Murphy KC, Jones LA, Owen MJ. High Rates of Schizophrenia in Adults With Velo-Cardio-Facial Syndrome. Arch Gen Psychiatry. 1999;56(10):940-945. doi:10.1001/archpsyc.56.10.940
Copyright 1999 American Medical Association. All Rights Reserved. Applicable FARS/DFARS Restrictions Apply to Government Use.1999
Velo-cardio-facial syndrome (VCFS), a syndrome characterized by an increased frequency of schizophrenia and bipolar disorder, is associated with small interstitial deletions of chromosome 22q11.
We evaluated 50 adults with VCFS using a structured clinical interview (Schedules for Clinical Assessment in Neuropsychiatry or Psychiatric Assessment Schedule for Adults With Developmental Disability if IQ <50) to establish a DSM-IV diagnosis. The schizophrenia phenotype in individuals with VCFS and schizophrenia was compared with a matched series of individuals with schizophrenia and without VCFS (n=12). The King's Schizotypy Questionnaire was administered to individuals with VCFS (n=41), their first-degree relatives (n=68), and a series of unrelated normal controls (n=316). All individuals with VCFS deleted for the N25 probe (n=48) were genotyped for a genetic polymorphism in the COMT gene that results in variations in enzymatic activity.
Fifteen individuals with VCFS (30%) had a psychotic disorder, with 24% (n=12) fulfilling DSM-IV criteria for schizophrenia. In addition, 6 (12%) had major depression without psychotic features. The individuals with schizophrenia had fewer negative symptoms and a relatively later age of onset compared with those with schizophrenia and without VCFS. We found no evidence that possession of the low-activity COMT allele was associated with schizophrenia in our sample of individuals with VCFS.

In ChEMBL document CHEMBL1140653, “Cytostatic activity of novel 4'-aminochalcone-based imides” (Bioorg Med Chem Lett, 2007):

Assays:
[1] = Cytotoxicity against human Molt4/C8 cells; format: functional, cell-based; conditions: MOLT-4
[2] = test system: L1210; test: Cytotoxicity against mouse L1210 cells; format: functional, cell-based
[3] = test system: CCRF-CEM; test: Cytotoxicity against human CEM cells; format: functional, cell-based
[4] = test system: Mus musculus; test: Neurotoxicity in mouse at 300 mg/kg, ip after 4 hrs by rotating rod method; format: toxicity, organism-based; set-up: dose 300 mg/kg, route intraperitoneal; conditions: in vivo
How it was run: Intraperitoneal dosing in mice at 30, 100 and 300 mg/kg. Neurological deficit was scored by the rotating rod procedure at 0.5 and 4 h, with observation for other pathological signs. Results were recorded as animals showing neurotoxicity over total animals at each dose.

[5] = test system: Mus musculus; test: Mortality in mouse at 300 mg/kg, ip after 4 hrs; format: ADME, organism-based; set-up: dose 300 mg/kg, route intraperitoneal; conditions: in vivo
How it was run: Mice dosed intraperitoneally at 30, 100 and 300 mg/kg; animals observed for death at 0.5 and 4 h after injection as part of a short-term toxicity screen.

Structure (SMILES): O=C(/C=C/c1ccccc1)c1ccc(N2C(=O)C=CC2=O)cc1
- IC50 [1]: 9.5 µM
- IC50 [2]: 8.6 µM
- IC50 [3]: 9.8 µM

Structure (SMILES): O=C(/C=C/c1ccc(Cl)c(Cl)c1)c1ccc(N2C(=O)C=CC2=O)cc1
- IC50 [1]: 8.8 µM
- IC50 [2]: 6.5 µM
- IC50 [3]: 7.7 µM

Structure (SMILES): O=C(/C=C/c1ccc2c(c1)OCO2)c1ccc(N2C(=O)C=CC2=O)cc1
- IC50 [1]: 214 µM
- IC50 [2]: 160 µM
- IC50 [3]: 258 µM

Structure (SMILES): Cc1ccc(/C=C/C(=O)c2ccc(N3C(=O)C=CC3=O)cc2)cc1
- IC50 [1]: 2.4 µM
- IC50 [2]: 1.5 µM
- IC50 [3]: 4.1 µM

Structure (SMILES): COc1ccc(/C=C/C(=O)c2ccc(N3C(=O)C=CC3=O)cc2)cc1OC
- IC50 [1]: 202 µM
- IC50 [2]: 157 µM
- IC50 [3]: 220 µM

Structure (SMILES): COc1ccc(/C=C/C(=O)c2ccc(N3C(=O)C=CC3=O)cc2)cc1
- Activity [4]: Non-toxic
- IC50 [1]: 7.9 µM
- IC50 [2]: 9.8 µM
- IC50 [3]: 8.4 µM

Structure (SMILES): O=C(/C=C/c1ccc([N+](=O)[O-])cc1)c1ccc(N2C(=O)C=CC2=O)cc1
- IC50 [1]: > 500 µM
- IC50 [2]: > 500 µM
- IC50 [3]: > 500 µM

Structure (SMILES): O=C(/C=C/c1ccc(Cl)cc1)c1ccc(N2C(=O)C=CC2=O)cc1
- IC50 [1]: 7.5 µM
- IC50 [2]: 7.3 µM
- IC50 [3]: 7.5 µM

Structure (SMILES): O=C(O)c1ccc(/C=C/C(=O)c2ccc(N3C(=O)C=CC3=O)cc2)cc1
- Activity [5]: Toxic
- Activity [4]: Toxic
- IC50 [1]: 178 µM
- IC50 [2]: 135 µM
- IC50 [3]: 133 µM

The high prevalence of schizophrenia in this group suggests that chromosome 22q11 might harbor a gene or genes relevant to the etiology of schizophrenia in the wider population.
VELO-CARDIO-FACIAL syndrome (VCFS), also known as DiGeorge or Shprintzen syndrome, is associated with small interstitial deletions of chromosome 22q11 in 80% to 85% of individuals.1 It was first described by Shprintzen et al2 and has an estimated prevalence of 1 in 4000 births.3
The syndrome is characterized by distinctive dysmorphology, congenital heart disease, and learning disabilities, although considerable phenotypic variability occurs. This phenotypic variability is further confounded by many published series reporting varying rates of major features, which may reflect different ascertainment strategies.4 As many of the tissues and organ systems affected in VCFS are embryologically derived from neural crest cells,5 it has been suggested that disturbed neural crest cell migration may play a significant role in the pathogenesis of the cardiac, facial, and psychiatric phenotypes in individuals with VCFS.6
As the first recognized cohort of children with VCFS was followed up into adolescence and early adulthood, evidence began to accumulate for a high prevalence of major psychiatric disorders in these individuals. Early reports suggested that more than 10% had developed psychiatric disorders that mostly resembled chronic schizophrenia with paranoid delusions, although operational criteria were not used.7 In a follow-up study of adults (aged ≥17 years) using DSM-III-R criteria, Pulver et al8 reported that 11 (79%) of their sample of 14 patients were given a psychiatric diagnosis: 29% had schizophrenia (22%) or schizoaffective disorder (7%), 29% had simple or social phobia, 21% had depression, and 14% had obsessive-compulsive disorder. More recently, Papolos et al3 reported that 4 (16%) of their sample of 15 children and 10 adults had psychotic symptoms and 16 (64%) met DSM-III-R criteria for a spectrum of bipolar affective disorders. While none had schizophrenia, the 2 oldest members of their patient cohort (aged 29 and 34 years) both had schizoaffective disorder.